• Explore the causal risks rather than just end up with the unwanted consequences.
  • Estimate the likelihood of its occurrence and the alleged costs for each risk.
  • For every risk, anticipate the very first symptom with which it is likely to appear.
  • Appoint a Risk Officer, a staff member who will release you from the We-Can-Do attitude.
  • Set up informal (perhaps even anonymous) channels through which bad news can be communicated up to the highest hierarchical levels.

Anyone who has already led a project knows about the importance of risk management, but also how great the opportunity is to treat this issue without the right focus. Never the time seems right. At the beginning of each project, analysis of project goals, planning and resource organization comes first. If the project is already up and running, deadline changes, target shifts, and budget expansions are so demanding in terms of time that there is hardly any room left for risk management as well. Tom DeMarco rightly notes that projects can be managed successfully through risks, as they are the main reason for significant deviations in the predefined project triangle (target / deadline / budget). A risk statement in detail, at least at the beginning, basically provides a clear overview of possible dangers that can be counteracted at an early stage. A clear risk analysis with likelihood of occurrence, estimated costs, leading to risk value, is considered essential.

However, DeMarco goes beyond the textbook instruction and gives useful tips on how to deal with the problems of risk realization, “recognizability of damage” and “escalation” in practice. Firstly, anticipating risk realization may be a useful indication of the occurrence of a risk. The risk officer, who should just NOT believe in the project’s success, or rather should be against it, is a great help for the early recognizability of the damage. It often happens in projects that the further up a problem or risk is escalated, the criticality is weakened. A so-called “red” marked risk may possibly arrive “green” at the board or at the highest level. Therefore, the proposal of informal or anonymous communication up to the highest hierarchical level deserves the utmost approval.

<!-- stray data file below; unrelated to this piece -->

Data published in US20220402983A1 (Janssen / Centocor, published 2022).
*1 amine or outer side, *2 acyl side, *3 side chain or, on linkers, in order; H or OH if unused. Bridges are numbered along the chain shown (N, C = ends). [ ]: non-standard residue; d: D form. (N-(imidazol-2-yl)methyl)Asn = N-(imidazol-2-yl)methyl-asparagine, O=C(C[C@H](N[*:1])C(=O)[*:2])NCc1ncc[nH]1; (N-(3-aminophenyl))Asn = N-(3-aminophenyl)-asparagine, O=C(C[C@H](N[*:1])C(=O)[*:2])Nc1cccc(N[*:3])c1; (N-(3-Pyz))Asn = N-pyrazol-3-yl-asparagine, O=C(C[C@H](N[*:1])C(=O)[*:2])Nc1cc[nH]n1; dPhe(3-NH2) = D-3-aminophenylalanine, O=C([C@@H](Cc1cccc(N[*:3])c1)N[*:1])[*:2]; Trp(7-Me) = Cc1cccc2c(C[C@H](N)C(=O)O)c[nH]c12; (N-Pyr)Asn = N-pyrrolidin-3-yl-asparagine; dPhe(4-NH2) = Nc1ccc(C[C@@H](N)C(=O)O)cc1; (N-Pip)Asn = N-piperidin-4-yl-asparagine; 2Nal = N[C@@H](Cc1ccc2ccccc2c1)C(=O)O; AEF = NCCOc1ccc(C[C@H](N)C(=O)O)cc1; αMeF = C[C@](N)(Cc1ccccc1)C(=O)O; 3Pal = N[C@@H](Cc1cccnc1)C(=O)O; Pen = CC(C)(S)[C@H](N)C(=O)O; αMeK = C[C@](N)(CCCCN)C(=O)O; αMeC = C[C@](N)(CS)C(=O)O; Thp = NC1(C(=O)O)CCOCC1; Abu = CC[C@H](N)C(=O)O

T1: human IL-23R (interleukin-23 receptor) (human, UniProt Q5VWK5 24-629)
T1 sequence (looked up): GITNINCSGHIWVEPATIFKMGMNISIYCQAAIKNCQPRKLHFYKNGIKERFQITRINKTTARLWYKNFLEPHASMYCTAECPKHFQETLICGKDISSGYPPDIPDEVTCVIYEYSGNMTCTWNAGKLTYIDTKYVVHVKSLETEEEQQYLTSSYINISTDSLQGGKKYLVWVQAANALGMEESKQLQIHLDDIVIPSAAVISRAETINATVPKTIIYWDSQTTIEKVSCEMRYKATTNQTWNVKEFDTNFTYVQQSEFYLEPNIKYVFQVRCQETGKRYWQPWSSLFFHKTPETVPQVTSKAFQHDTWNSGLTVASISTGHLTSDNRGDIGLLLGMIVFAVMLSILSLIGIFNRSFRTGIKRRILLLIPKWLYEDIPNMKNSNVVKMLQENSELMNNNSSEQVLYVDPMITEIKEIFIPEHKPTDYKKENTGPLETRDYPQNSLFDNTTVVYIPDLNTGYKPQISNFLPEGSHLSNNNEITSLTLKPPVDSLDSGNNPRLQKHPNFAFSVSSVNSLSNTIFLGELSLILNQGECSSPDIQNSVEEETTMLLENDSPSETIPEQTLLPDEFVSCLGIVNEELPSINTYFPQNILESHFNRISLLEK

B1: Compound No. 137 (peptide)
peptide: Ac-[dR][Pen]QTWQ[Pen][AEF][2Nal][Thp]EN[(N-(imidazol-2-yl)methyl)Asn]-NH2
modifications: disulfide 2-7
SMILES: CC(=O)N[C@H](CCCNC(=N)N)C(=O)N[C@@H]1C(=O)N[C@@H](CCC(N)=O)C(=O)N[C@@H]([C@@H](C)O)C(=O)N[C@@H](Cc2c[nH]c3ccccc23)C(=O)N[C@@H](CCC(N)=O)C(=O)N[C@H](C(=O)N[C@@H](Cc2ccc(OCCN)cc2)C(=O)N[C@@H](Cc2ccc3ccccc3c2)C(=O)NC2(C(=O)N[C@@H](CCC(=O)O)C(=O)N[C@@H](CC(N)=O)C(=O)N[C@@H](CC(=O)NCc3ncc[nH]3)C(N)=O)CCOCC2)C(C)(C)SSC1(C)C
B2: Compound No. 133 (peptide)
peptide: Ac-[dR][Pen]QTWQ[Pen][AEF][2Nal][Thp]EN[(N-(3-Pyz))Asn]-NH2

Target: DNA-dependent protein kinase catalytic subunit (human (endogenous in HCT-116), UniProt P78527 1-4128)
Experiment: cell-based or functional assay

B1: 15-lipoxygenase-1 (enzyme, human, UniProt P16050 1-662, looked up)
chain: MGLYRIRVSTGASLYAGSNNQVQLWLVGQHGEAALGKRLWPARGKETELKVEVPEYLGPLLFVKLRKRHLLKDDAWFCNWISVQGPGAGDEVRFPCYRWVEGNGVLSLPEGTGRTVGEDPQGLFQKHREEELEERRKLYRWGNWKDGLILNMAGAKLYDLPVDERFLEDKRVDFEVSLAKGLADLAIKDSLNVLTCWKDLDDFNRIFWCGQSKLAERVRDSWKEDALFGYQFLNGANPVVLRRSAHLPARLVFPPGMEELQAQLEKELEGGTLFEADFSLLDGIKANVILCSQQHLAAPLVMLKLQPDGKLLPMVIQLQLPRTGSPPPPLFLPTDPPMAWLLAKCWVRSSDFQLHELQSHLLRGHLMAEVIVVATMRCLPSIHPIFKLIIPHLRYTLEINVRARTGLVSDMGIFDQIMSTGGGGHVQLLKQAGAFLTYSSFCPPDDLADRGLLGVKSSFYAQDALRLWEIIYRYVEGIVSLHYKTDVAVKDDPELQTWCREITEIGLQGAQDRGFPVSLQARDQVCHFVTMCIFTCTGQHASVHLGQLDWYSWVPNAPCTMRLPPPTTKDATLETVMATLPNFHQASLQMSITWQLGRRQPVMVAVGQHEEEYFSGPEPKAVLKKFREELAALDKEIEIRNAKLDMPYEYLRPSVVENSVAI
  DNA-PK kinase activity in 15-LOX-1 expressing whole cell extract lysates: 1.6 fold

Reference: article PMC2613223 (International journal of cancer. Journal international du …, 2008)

3.- Metrics

  • The size of each product must be measured.
  • It is necessary to break your head over measuring units – as long as they have no objective mass, choose subjective measuring units.
  • Make synthetic mass from all available primitives (countable software properties).
  • Collect archaeological data to derive productivity trends from completed projects.
  • Keep experimenting with the formulation of the synthetic metric until your values ​​are optimally correlated with the development effort for the projects studied in your archaeological database.
  • Place a trend line through your database showing the expected development effort as a function of synthetic metric values.
  • Now, to estimate the cost of each new project, calculate the value of the synthetic metric and use it to read the expected development effort from the trend line.
  • Take the fluctuation margin around the productivity trend as an indication of the tolerances you must expect in your extrapolations.